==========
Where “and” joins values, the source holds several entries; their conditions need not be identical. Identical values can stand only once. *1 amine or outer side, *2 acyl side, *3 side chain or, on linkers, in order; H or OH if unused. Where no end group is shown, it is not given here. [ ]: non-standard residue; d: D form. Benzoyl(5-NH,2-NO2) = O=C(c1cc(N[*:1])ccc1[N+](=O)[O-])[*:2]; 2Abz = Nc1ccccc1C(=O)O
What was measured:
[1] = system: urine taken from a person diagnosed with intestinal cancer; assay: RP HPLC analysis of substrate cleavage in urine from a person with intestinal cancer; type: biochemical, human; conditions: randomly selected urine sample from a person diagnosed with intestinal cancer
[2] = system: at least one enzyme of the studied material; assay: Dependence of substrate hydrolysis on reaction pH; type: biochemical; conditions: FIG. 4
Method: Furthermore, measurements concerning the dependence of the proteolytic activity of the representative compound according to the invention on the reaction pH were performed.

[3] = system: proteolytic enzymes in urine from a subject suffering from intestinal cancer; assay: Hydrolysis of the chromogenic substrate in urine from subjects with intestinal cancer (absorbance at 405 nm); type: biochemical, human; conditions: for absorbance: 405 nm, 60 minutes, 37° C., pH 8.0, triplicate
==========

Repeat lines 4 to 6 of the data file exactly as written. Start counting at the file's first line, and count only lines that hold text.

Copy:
[2] = system: at least one enzyme of the studied material; assay: Dependence of substrate hydrolysis on reaction pH; type: biochemical; conditions: FIG. 4
Method: Furthermore, measurements concerning the dependence of the proteolytic activity of the representative compound according to the invention on the reaction pH were performed.

[3] = system: proteolytic enzymes in urine from a subject suffering from intestinal cancer; assay: Hydrolysis of the chromogenic substrate in urine from subjects with intestinal cancer (absorbance at 405 nm); type: biochemical, human; conditions: for absorbance: 405 nm, 60 minutes, 37° C., pH 8.0, triplicate